Dragged passenger 'poster child' for airline abuses - Lawyer

Posted April 14, 2017

And whether consumers choose United matters not just to the airline, but to communities such as ours where United Express welcomes passengers aboard daily flights from the Quad City International Airport to Chicago and Denver. For reasons unknown to us, instead of trained Chicago Police Department officers being dispatched to the scene, Chicago Department of Aviation personnel responded.

The incident adds more negative publicity to an airline that's already been in the news recently for videos of a man being dragged off a flight.

Demetrio said Dao will "probably" sue over the incident and that the city of Chicago, which employs the guards, is also responsible.

Richard was holding it by the tail when a fellow passenger sitting next to them on the plane pointed out was a scorpion and risky. Many have called for a boycott of United Airlines, which claims to be the number one provider of China-U.S. flights.

"I am deeply disturbed by the footage of a ticketed United Airlines passenger being forcibly removed from his flight".

"We were completely horrified and shocked at what had happened to my father", she said. Munoz himself said on Wednesday that he had left a message for Dao.

"It took something like this to get a conversation going", attorney Thomas Demetrio said at a news conference Thursday.

Dao's daughter Crystal Dao Pepper also spoke during the press conference.

"There's really no word for it", said McCarthy, who attributed the confusion to the airline's own understanding of what unfolded on the flight as it gathered additional facts.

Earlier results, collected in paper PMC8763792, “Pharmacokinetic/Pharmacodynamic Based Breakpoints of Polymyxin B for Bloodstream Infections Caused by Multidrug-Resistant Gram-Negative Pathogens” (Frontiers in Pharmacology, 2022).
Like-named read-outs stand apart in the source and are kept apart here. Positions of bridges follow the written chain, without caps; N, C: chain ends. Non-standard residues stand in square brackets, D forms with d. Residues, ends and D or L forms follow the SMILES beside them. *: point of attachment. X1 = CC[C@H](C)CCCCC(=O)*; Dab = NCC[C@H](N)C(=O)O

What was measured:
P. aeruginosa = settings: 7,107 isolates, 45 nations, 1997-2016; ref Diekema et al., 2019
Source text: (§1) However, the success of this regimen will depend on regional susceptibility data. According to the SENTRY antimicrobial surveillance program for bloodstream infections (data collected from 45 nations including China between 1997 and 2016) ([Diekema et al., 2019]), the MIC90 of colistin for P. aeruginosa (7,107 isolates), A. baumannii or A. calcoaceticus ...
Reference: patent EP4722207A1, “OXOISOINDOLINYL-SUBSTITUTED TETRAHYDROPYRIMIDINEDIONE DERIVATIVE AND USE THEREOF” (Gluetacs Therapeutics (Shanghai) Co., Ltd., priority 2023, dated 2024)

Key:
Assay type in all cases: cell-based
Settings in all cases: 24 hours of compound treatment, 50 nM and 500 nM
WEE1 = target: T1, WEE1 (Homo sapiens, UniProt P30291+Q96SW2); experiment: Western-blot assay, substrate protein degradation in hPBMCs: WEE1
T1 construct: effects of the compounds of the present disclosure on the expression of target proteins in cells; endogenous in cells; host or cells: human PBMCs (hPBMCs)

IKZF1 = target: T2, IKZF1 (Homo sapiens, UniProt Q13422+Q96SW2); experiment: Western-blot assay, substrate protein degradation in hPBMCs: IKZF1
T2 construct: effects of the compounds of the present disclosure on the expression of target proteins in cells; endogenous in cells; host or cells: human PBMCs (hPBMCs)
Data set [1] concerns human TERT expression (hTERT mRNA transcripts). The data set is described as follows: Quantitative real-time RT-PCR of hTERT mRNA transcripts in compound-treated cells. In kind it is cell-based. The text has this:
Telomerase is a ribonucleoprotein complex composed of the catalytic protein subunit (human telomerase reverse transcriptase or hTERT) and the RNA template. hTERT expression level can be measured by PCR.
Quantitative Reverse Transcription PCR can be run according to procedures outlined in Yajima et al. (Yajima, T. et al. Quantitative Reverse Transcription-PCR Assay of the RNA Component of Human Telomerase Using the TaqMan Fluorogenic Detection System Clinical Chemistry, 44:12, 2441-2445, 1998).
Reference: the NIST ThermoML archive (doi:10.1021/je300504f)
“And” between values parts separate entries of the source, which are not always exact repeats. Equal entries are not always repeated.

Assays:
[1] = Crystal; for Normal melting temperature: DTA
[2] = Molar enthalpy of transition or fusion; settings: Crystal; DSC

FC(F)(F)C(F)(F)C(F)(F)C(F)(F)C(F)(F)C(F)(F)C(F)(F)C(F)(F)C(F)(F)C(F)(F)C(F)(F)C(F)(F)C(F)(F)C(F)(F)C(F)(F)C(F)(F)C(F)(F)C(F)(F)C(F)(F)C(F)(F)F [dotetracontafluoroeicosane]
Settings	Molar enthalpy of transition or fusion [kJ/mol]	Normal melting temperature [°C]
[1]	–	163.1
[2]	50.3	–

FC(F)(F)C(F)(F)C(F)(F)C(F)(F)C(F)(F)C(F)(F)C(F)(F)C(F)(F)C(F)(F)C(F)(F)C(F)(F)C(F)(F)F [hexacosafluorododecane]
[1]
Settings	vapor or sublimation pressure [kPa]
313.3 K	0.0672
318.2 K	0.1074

"I hope he becomes a poster child for all of us", he said.

On Tuesday, Munoz released a thoroughly unconvincing statement feigning contrition for Dao's abuse, saying, "The truly horrific event that occurred on this flight has elicited many responses from all of us: outrage, anger, disappointment".

Demetrio said the law stated that passengers could not be ejected from planes with unreasonable force.

The City Council, concerned about the potential loss of tourism revenue, held a hearing with the Commissioner of Aviation Thursday.

United, in a statement, said CEO Oscar Munoz and the company "called Dr Dao on numerous occasions to express our heartfelt and deepest apologies".

Dao was seriously injured by security officers who forced him off the plane against his will, banging his head on armrests in the process.

It's astonishing, but true: A passenger can legally be violently dragged from a flight for which he holds a valid ticket.

United says it randomly selected Dao because it needed to put crew members on the sold-out flight to Louisville, Kentucky.

That proposal now has virtually no chance of passing, according to Alderman Mike Zalewski, the chair of the council's aviation committee, and the future of the force itself is in question.